Excerpt from Miss Popularity
By the end of the day, Cassie was a fading flower. No one had spoken a word to her, except to comment on her Texas twang, which she didn’t even know she had. The homework didn’t seem like it was going to be more or harder than it was in Texas, just different. There was one thing Cassie decided she could manage in Maine: the schoolwork. Cassie had been an A student in Houston, and that was not going to change in Maine — regardless of how socially B-list she felt.
Cassie sighed as the bus carried her home through the snowy streets. She was so relieved to have the day behind her.
The bus let her off just in front of her house. She smiled at everyone as she walked past them and even said “Bye” to a boy and a girl she recognized from math class. They sort of smiled back, but didn’t say anything.
What did I expect?
Before she hopped down the steps, Cassie turned her head and looked out at everyone, the dark green leather seats framing their heads. Then she glanced at the bus driver.
“Thanks so much.” she said to him.
This was a major Life Rule.
Life Rule #46: You thank people for the work they do. Always.
“See you in the A.M.!” she added.
Even though Sheila had offered to drive Cassie to and from school, Cassie knew she had to take the bus no matter how nervous it made her.
Surprised, the driver smiled. “You, too!” he said.
Cassie walked down the steps, careful not to slip on the ice. She stopped for a moment to take in her new house. It was nothing like the old one. This house was an old farmhouse, built, in like, 1800 or something, drafty and old, stained gray with black shutters. There were blueberry bushes in the front yard, now covered with snow, but Paul said they would be really pretty in the summer. He said they could even eat the berries right from the bush. Cassie wasn’t sure how she felt about that. What if there were bugs on them? Gross.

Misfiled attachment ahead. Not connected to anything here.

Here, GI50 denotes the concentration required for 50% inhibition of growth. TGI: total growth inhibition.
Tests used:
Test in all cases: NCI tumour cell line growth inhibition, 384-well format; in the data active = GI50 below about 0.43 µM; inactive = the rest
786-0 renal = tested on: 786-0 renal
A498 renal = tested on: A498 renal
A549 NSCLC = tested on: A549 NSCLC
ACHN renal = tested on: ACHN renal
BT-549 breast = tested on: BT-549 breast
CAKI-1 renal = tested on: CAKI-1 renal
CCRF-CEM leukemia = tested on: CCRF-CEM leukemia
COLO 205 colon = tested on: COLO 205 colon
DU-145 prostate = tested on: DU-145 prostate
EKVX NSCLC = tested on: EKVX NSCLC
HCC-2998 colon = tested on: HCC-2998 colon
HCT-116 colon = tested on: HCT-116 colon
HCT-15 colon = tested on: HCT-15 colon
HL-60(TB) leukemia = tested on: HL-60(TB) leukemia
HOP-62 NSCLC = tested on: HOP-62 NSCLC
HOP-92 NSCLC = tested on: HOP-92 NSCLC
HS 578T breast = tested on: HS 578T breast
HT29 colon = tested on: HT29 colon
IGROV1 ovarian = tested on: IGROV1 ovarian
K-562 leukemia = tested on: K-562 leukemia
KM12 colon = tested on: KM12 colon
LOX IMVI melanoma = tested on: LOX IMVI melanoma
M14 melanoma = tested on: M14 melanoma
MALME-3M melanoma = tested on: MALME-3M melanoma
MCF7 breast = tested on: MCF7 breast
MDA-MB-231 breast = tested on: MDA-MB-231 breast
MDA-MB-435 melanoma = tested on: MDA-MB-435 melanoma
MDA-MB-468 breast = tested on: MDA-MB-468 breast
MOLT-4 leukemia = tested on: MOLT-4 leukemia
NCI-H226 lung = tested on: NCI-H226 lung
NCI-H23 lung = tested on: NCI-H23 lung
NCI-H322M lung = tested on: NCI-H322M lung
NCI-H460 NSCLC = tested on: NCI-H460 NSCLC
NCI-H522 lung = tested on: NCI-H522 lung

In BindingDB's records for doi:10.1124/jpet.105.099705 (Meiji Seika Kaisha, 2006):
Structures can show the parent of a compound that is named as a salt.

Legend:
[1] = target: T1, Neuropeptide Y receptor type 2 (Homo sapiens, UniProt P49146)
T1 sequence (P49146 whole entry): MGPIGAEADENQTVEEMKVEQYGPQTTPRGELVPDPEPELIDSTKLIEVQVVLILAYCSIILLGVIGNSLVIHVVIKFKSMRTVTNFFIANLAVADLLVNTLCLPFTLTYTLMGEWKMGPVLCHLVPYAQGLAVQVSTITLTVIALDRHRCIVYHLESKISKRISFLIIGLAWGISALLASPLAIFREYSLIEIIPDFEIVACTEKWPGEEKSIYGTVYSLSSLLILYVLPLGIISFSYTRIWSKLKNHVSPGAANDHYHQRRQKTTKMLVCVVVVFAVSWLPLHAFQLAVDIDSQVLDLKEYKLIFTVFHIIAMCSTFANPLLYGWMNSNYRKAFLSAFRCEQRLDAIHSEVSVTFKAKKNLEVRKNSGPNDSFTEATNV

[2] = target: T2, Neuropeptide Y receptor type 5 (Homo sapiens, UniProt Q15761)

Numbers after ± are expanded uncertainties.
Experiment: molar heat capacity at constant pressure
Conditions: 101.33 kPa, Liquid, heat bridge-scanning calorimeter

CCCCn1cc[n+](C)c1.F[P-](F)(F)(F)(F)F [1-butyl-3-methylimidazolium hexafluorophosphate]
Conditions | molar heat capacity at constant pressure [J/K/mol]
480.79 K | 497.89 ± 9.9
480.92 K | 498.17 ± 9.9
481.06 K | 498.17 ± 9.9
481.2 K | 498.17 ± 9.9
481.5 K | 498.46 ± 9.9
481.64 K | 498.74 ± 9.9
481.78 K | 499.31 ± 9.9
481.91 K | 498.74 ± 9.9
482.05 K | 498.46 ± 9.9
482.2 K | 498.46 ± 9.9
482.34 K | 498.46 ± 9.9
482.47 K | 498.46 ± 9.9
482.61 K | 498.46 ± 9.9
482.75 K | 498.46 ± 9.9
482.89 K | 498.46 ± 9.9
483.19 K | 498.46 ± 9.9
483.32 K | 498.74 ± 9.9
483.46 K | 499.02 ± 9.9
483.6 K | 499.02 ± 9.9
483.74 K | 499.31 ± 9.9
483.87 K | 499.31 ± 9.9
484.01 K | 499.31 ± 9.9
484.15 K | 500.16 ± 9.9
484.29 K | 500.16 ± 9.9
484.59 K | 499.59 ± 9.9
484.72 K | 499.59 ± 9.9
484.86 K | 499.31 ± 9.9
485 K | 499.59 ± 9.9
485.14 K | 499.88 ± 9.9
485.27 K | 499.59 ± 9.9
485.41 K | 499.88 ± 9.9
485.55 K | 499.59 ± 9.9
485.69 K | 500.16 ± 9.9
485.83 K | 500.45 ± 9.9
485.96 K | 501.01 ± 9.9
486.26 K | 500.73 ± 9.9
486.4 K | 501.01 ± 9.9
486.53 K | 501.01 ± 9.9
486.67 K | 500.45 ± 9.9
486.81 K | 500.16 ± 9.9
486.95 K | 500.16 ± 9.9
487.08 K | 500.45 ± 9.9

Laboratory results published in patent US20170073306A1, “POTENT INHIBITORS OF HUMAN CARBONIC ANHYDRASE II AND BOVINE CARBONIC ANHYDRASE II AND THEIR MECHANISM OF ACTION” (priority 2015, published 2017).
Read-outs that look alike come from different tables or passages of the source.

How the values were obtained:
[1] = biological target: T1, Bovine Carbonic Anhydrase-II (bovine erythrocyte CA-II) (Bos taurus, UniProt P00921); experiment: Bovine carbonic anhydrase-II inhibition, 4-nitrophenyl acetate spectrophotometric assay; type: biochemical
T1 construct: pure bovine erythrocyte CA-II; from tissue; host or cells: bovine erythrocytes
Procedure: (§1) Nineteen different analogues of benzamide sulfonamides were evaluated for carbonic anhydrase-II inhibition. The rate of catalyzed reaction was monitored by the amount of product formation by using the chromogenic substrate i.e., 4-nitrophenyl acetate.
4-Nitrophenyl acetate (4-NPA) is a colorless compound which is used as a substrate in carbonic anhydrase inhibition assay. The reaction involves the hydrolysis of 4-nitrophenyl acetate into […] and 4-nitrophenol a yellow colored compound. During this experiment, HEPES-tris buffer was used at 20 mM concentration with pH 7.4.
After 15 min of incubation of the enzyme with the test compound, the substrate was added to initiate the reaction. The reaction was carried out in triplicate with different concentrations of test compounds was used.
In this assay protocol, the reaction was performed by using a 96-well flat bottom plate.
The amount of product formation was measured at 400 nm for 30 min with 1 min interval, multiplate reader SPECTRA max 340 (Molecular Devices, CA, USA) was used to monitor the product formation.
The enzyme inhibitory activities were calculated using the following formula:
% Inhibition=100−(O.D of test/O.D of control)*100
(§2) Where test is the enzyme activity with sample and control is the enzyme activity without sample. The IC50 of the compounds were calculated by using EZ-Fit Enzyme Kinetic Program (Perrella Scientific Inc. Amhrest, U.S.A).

On the way up the front stairs, Cassie fumbled with her keys in her purse. It’s hard to use your hands when they’re wrapped up in gloves. Cassie hardly ever had to wear gloves in Texas.
Inside, the heat immediately soothing her, she put her bags down, took off her hideous parka, scrunched at her hair in the mirror, and ran up to her room. Well, it wasn’t totally her room yet. All her stuff was there, but she hadn’t Cassie-fied it yet. Design Rule #51: A room must reflect its owner’s sparkle.
Before Cassie could settle in, her mom stuck her head into the room to see how the first day went and to announce that it was time to hit the mall.